Comparisons

These two graphics were made using the geocoded addresses from Vermont’s E-911 data and the distances from wind turbines to the addresses was calculated using the Vincenty formula. I have checked enough of these calculations and be satisfied that they are correct.

These comparisons show that the turbine installation in Sheffield is a considerable distance away from most of the addresses there. A look at the area using Google Earth shows that many, possibly more than one-half, are separated from the wind turbines by Interstate 91

Sheffield, Vermont: Distance from address to a turbine

 

Windham, Vermont: Distance from address to probable turbine.

 

July 3, 2013. After originally posting charts comparing Windham and Sheffield I decided to make a comparison between Windham and Grafton.  I used the same data and methods and placed three turbine sites on the east side of the Stiles Brook tract. In other words, I placed the possible turbines as close as possible to Grafton and this is what it looks like:

 

Notice that no address in Grafton fall within .50 miles of a possible turbine site.

Otherwise it looks a lot like the Sheffield chart.

 

What follows is a description of the tools, data, and methods I used to make some comparisons of the Sheffield, VT wind site and the proposed site in Windham, VT.

The spreadsheets and overlays may be downloaded from the links at the end of this article.

First I used Google Earth to conduct a visual inspection to become familiar with the two sites. Many obvious differences can be seen and I wanted to quantify some.

I downloaded the Vermont E-911 data from the Vermont Center for Geographic Information( http://vcgi.vermont.gov/warehouse/search_tools ) I chose the Esites data because it has all Vermont buildings geocoded ( positioned by latitude and longitude)

Then geographic information system software ( http://www.qgis.org/ ) was used to extract addresses for Sheffield and for Windham. That data was then exported to a LibreOffice Spreadsheet. I created one file for each town.

I used the Vincenty formula ( explained here:http://www.movable-type.co.uk/scripts/latlong-vincenty.html ) to calculate distances between longitude/latitude pairs. I did this for each geocoded address for each town by copying the formula to a column in the spreadsheet.

A visual inspection using Google Earth shows that three turbines in the Sheffield site are nearest to residences and the coordinates of those three were used to calculate distances.  I calculated the distance from each address to these three sites and then used to shortest of the three to create the graph. I needed to create categories and place each distance in a category and how that was done is explained below.

The proposed site in Windham (called the Stiles Brook Site) is surrounded by most of the addresses and several sites would be needed to create a reasonable model. I downloaded 70 meter wind energy data from the Vermont Center for Geographic Information and used Qgis to extract data for Windham and create Google Earth overlays for the wind speed classes. These overlays shows what class of wind can be found throughout the Stiles Brook site and I used that information to select four very probable sites along Windham Hill Road and used the coordinates for those sites as a reference point.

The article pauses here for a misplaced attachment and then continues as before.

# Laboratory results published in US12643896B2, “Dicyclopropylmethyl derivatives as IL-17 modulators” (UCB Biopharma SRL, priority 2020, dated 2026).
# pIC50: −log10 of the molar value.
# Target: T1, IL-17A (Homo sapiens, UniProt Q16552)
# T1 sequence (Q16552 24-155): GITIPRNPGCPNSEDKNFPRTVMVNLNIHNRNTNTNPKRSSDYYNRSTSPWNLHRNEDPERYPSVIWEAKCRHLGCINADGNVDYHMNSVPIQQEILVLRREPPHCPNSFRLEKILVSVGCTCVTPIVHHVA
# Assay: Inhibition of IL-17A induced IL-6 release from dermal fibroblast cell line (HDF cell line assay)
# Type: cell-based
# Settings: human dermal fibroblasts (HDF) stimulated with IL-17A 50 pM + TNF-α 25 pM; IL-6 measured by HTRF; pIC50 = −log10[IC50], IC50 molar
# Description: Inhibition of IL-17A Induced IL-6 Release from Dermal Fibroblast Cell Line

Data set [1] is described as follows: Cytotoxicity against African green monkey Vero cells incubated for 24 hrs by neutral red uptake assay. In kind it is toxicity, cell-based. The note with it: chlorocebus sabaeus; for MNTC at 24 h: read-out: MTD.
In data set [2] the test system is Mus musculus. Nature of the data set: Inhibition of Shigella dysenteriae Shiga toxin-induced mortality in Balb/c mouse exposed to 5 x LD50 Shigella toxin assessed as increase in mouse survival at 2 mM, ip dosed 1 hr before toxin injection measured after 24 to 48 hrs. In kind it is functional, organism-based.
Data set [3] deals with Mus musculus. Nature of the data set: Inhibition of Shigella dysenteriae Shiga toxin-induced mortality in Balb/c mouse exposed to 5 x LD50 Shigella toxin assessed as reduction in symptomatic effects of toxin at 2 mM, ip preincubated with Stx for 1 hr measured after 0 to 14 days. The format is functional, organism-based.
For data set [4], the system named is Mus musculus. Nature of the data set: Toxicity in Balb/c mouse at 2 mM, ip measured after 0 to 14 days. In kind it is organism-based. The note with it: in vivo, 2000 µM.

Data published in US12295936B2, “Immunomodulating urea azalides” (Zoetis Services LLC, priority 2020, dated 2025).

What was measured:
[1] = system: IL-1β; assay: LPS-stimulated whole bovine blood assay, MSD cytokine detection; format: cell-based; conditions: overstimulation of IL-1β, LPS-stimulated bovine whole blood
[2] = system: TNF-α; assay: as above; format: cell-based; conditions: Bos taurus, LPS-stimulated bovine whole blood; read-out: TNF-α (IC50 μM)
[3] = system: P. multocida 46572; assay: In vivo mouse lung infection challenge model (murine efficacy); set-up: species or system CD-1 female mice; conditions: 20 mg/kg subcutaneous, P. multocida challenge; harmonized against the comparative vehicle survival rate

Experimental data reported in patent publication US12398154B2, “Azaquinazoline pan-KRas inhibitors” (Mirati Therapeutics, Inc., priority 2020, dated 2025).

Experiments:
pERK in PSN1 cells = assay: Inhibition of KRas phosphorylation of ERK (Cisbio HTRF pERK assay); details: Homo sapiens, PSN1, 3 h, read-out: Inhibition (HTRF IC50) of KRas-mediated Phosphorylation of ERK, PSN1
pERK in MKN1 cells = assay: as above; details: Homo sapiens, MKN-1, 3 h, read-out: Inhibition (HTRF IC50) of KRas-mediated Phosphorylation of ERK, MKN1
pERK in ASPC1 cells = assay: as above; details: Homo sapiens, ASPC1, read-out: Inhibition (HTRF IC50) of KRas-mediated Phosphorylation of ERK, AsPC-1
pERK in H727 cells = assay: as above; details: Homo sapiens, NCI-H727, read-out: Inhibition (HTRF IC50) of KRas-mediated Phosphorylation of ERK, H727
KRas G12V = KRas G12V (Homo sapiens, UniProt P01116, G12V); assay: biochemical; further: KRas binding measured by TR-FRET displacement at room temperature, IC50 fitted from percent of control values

Then I used the same formula as before to calculate the distance between each Windham address and those four sites.

Next I imported the spreadsheet data into LibreOffice Base ( a database manager and part of the LibreOffice suite) and created categories. Then I ran several SQL update commands to select the shortest distance of the four  ( three in the case of Sheffield) and to group the distances into categories. I returned the data to the spreadsheet where I used the categorized data to create the charts.

 

Here’s links to the Excel spreadsheets used to create the charts.

sheffield-addresses-and-distance-to-closest-turbine

windham-addresses-and-distance-to-closest-site

windham-and-sheffield-distances-categorized(two sheets)

Google Earth overlays.

To use these you’ll need to install google earth and then open the overlay.  The best way to used these files is to download the overlays and after Google Earth is started open the Windham parcels overlay which will outline the Stiles Brook track. Then, loading the wind speed overlays will assist you in visualizing the proposed site and wind speed on the site as created by the wind energy models.

After the overlays are loaded they may be clicked on or off using the left sidebar.

Windham parcels with the Stiles Brook tract outlined in purple

Class 4 = 14.6 to 15.7 MPH
Class 5 = 15.8 to 16.6 MPH
Class 6 = 16.7 to 18.3 MPH
Class 7 = 18.4 to 24.6 MPH   (no class 7 wind on the Stiles Brook site )

Google Earth overlay of Sheffield E-911 addresses

Google Earth overlay of Windham E-911 addresses

 

In case you do not wish to download and use Google Earth a screen shot of it with some overlays is shown below.

Open source software was used to complete all this work:

Operating system on my pc is Linux Mint

Spreadsheets and database manager are parts of the LibreOffice suite. LibreOffice reads and writes excel spreadsheets and the links are to spreadsheets created in LO and saved in .xls format.

The geographic information system is QGIS

All the software is free as is Google Earth.